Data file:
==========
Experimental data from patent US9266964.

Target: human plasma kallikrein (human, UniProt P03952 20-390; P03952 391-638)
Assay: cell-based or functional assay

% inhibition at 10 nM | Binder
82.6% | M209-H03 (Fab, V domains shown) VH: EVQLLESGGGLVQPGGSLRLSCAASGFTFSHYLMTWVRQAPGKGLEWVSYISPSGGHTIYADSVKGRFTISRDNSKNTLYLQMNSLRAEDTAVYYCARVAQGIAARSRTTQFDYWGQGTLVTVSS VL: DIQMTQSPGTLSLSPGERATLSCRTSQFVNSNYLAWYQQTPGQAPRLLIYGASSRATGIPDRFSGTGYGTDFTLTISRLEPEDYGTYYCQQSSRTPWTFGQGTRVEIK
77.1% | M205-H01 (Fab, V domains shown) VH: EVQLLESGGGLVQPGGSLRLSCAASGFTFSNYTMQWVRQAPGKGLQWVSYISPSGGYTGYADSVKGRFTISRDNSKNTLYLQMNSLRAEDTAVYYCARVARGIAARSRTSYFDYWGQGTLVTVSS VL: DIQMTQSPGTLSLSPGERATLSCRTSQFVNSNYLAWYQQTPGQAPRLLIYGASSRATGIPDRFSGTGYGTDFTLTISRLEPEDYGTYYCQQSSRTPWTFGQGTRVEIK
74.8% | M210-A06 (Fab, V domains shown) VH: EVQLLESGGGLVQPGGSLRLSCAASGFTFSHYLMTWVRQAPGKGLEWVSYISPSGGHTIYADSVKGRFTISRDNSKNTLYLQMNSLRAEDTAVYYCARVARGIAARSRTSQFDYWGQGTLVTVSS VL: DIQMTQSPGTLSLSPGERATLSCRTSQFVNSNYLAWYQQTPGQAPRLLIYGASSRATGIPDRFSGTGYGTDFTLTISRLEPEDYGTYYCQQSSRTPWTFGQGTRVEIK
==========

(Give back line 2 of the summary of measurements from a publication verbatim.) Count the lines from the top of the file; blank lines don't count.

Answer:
Target: human plasma kallikrein (human, UniProt P03952 20-390; P03952 391-638)